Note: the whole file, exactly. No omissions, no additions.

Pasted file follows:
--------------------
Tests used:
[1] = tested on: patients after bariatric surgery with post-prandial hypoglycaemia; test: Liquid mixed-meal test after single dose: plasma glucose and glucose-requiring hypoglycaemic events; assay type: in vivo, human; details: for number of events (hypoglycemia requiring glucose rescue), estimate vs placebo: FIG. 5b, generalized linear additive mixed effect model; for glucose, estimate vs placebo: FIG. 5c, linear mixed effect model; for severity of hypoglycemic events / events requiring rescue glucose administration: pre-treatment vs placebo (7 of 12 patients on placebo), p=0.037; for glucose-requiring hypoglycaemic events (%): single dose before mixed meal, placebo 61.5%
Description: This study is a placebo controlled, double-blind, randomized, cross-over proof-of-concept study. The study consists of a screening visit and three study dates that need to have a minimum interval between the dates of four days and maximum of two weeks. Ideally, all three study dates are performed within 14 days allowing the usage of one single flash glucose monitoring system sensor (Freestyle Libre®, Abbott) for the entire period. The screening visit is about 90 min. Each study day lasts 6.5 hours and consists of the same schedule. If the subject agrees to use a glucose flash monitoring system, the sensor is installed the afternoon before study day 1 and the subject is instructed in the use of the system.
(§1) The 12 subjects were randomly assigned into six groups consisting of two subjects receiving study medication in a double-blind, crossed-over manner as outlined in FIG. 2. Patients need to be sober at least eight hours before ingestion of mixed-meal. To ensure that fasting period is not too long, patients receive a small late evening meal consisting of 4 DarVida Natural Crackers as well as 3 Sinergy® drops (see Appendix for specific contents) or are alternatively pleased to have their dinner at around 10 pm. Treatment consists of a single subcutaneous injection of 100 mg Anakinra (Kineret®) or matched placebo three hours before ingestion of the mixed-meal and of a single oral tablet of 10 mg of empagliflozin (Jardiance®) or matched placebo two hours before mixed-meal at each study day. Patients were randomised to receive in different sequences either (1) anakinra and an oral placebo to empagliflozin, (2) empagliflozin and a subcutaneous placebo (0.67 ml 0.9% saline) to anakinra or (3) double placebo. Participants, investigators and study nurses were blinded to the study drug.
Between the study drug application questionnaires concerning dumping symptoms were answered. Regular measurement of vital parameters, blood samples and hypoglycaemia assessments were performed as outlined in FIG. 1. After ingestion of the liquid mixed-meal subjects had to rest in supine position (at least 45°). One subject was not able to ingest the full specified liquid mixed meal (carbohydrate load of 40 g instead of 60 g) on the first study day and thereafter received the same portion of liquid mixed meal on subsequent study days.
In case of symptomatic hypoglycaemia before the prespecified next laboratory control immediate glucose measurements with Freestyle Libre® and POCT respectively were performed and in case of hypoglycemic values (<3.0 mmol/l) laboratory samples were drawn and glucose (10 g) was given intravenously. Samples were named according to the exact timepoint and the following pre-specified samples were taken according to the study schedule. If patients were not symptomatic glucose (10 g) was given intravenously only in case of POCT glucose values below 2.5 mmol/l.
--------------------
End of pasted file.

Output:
Tests used:
[1] = tested on: patients after bariatric surgery with post-prandial hypoglycaemia; test: Liquid mixed-meal test after single dose: plasma glucose and glucose-requiring hypoglycaemic events; assay type: in vivo, human; details: for number of events (hypoglycemia requiring glucose rescue), estimate vs placebo: FIG. 5b, generalized linear additive mixed effect model; for glucose, estimate vs placebo: FIG. 5c, linear mixed effect model; for severity of hypoglycemic events / events requiring rescue glucose administration: pre-treatment vs placebo (7 of 12 patients on placebo), p=0.037; for glucose-requiring hypoglycaemic events (%): single dose before mixed meal, placebo 61.5%
Description: This study is a placebo controlled, double-blind, randomized, cross-over proof-of-concept study. The study consists of a screening visit and three study dates that need to have a minimum interval between the dates of four days and maximum of two weeks. Ideally, all three study dates are performed within 14 days allowing the usage of one single flash glucose monitoring system sensor (Freestyle Libre®, Abbott) for the entire period. The screening visit is about 90 min. Each study day lasts 6.5 hours and consists of the same schedule. If the subject agrees to use a glucose flash monitoring system, the sensor is installed the afternoon before study day 1 and the subject is instructed in the use of the system.
(§1) The 12 subjects were randomly assigned into six groups consisting of two subjects receiving study medication in a double-blind, crossed-over manner as outlined in FIG. 2. Patients need to be sober at least eight hours before ingestion of mixed-meal. To ensure that fasting period is not too long, patients receive a small late evening meal consisting of 4 DarVida Natural Crackers as well as 3 Sinergy® drops (see Appendix for specific contents) or are alternatively pleased to have their dinner at around 10 pm. Treatment consists of a single subcutaneous injection of 100 mg Anakinra (Kineret®) or matched placebo three hours before ingestion of the mixed-meal and of a single oral tablet of 10 mg of empagliflozin (Jardiance®) or matched placebo two hours before mixed-meal at each study day. Patients were randomised to receive in different sequences either (1) anakinra and an oral placebo to empagliflozin, (2) empagliflozin and a subcutaneous placebo (0.67 ml 0.9% saline) to anakinra or (3) double placebo. Participants, investigators and study nurses were blinded to the study drug.
Between the study drug application questionnaires concerning dumping symptoms were answered. Regular measurement of vital parameters, blood samples and hypoglycaemia assessments were performed as outlined in FIG. 1. After ingestion of the liquid mixed-meal subjects had to rest in supine position (at least 45°). One subject was not able to ingest the full specified liquid mixed meal (carbohydrate load of 40 g instead of 60 g) on the first study day and thereafter received the same portion of liquid mixed meal on subsequent study days.
In case of symptomatic hypoglycaemia before the prespecified next laboratory control immediate glucose measurements with Freestyle Libre® and POCT respectively were performed and in case of hypoglycemic values (<3.0 mmol/l) laboratory samples were drawn and glucose (10 g) was given intravenously. Samples were named according to the exact timepoint and the following pre-specified samples were taken according to the study schedule. If patients were not symptomatic glucose (10 g) was given intravenously only in case of POCT glucose values below 2.5 mmol/l.